Samuel Clemens, the world's first Mark Twain impersonator, once said that if you wish to write, you should start writing for free. If no one is paying you to write after three years of effort, you should give up and try something else, like shoeing horses. But those were different times. Today, there is no Sacramento Union to take one on in recognition of one's wit and pith, and by now even the Sacramento Bee can probably only pay sub-living wages to its few remaining full-time staffers: brave Dan Walters, comforting Anita Creamer (pronounced 'Kramer', she claims).
As many of you know, I have been writing prolifically and uninterruptedly here at jehsmith.com since 2005, for free. As a result of this activity, I have indeed been paid by a number of different publications, both newfangled digital and primitive print, to reproduce under their banner the sort of writing that impressed them here. I do not know whether the amount of money I've brought in in this way would impress Clemens enough to keep me out of the stables, but anyhow it's been a nice way of supplementing my admittedly first-world monthly salary. However, I find that the sort of writing I enjoy most is the spontaneous effusion you find here, the 'blog posts', as they're called. When I write for publications, editors tend to want not an entirely veracious reproduction of the sort of work they find at jehsmith.com, but only a semblance of it, an approximation sufficiently deformed to fit with their own commercial or ideological motives.
Generally, and not surprisingly, the higher-paying the project, the more the editors presume to have the right to dictate what I say. The editor's job, I have learned, can basically be summed up by the commandment: Instead of saying this thing you wanted to say, why don't you say this other thing you didn't want to say? And I say, OK, I receive my check a few weeks later, and for some complicated reasons I really don't understand I continue to be credited as the author. Often I'm contacted to write things, for surprisingly significant sums of money, for venues where I know in advance I will not be read, obscure art publications, in particular. I gather they have funding from some wealthy benefactors that they need to disburse by a certain date for tax purposes. And so I crank out a few thousand words about some art I don't care about, some poetry injected into the DNA of a microbe in a petri dish or something; or, what's worse, I'm asked to address issues from the world of academe, as if these were the sort of things I care about, the sort of things that make life interesting. As if I were a mere 'philosophy blogger', a lesser Leiter.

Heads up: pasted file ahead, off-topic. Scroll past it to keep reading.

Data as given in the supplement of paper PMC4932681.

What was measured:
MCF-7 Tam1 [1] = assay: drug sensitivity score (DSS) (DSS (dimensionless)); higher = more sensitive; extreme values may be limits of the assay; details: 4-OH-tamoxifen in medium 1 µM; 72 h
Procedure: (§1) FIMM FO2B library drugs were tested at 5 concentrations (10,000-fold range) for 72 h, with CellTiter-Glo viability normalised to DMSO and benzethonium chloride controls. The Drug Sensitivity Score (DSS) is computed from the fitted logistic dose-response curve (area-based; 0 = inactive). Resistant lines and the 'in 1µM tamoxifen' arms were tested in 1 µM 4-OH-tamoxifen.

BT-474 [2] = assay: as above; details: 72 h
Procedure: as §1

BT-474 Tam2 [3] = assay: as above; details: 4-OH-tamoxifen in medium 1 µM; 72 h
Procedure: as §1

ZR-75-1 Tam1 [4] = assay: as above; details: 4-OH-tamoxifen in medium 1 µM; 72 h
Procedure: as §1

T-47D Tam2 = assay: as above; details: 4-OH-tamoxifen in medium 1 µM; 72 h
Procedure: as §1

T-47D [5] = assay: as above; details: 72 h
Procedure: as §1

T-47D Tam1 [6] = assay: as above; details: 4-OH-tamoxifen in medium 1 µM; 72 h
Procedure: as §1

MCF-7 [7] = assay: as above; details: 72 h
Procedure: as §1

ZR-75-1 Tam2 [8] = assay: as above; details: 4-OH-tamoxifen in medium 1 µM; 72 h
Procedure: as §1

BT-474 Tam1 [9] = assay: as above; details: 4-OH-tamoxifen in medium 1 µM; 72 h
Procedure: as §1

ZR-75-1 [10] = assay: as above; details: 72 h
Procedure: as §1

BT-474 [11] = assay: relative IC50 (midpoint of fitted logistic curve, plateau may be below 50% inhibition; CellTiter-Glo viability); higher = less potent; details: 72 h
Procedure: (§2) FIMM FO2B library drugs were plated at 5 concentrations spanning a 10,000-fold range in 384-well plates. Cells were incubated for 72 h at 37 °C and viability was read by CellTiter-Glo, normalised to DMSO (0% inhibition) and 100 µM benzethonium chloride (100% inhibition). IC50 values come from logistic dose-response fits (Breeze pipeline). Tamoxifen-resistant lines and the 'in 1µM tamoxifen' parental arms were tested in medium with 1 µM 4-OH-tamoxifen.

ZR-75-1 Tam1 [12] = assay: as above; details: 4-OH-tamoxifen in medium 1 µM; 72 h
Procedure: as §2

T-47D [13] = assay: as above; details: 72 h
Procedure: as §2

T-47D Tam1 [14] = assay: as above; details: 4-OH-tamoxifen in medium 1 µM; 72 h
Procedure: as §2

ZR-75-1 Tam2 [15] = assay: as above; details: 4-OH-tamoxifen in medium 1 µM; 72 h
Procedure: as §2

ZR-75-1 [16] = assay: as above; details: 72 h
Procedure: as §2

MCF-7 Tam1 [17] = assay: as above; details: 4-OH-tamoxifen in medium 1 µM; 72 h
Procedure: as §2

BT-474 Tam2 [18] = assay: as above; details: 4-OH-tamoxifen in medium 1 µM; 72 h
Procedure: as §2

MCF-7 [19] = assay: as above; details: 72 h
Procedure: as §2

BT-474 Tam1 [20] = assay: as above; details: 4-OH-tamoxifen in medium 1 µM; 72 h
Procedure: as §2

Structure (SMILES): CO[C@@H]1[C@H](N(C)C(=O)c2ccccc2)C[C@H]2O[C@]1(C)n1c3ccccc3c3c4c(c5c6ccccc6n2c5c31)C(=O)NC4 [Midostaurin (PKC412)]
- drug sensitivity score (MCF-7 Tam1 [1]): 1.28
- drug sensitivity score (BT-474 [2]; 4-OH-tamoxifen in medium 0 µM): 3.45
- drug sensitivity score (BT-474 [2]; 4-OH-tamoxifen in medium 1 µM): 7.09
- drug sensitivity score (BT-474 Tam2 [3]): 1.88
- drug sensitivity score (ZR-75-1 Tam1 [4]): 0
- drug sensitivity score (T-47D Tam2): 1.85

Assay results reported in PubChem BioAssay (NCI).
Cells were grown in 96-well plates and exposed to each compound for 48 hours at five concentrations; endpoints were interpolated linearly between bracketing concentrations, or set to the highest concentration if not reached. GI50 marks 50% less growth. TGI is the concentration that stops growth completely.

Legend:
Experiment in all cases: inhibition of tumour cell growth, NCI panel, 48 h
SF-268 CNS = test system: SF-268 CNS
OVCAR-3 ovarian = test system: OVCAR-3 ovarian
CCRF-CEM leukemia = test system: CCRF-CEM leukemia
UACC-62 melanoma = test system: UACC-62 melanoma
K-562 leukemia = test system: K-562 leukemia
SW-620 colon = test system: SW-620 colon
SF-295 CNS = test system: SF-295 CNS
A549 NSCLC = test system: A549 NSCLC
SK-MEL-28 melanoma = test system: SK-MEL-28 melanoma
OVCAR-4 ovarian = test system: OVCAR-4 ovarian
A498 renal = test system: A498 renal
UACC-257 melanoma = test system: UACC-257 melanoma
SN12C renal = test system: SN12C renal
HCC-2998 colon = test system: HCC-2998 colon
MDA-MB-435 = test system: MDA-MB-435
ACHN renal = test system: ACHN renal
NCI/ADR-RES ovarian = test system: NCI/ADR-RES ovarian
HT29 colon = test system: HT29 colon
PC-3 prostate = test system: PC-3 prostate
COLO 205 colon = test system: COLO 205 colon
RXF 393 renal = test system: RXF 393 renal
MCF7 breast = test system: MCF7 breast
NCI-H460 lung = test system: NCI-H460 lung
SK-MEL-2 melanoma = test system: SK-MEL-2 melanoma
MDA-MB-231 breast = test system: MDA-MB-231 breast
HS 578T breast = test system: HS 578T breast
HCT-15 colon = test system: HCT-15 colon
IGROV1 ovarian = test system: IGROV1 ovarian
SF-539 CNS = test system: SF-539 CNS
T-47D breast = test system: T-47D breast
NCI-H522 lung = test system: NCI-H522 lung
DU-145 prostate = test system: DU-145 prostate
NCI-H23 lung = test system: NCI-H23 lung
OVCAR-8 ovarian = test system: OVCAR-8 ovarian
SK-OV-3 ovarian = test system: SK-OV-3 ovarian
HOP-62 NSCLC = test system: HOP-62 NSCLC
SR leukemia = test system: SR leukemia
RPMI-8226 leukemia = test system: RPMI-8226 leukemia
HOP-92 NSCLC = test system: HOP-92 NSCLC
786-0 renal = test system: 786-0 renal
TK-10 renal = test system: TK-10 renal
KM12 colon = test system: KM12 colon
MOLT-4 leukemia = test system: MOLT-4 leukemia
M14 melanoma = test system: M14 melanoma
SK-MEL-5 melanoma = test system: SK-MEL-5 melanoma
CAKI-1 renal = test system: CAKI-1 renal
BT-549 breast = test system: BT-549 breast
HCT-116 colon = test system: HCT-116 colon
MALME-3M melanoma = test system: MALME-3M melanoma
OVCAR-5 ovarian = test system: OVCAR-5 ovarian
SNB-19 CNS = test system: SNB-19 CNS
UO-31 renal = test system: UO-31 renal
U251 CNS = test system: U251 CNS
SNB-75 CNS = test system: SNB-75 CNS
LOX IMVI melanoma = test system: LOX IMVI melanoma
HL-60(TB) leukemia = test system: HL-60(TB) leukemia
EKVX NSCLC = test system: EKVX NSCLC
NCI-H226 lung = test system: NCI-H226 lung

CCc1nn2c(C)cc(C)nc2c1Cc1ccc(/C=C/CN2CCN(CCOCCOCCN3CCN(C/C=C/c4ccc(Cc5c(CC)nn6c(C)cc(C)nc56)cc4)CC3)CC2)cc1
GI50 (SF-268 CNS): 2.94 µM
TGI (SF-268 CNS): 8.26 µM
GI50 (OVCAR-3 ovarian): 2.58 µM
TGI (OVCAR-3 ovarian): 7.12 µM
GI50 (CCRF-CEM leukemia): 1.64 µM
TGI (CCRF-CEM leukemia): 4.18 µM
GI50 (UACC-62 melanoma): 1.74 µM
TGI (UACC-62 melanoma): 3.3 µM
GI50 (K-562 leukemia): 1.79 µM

Anyhow, I'm trying to find new ways to cut out these superfluous characters, and focus on writing just those sorts of things I want to write, while still enjoying a nice stream of revenue à côté. And this is why I'm reaching out to you, faithful readers, and, after eight prolific years of writing simply for the love of it, am asking you to help sustain this project with a donation (the PayPal 'donate' button is on the upper right-hand side of the page).
There are a number of reasons why writing has grown less remunerative in the present era. We are by now all too familiar with the indignation of accomplished journalists who are asked to contribute to adolescent e-venues 'for exposure'. I recently read a fiery tirade (or what in blogging parlance is uniformly and monotonously called a 'rant') from the fellow who tracked down and interviewed Pol Pot, only to be asked by the now fully neoliberalized Atlantic to share some of his work at no charge. None of this is the Atlantic's fault, or anyone else's either. It has to do with profound changes in the social meaning of literacy, changes that are millennia in the making, and that have seen two moments of rapid and punctuated transformation, one at the end of the 15th century, and one since 1997 or so.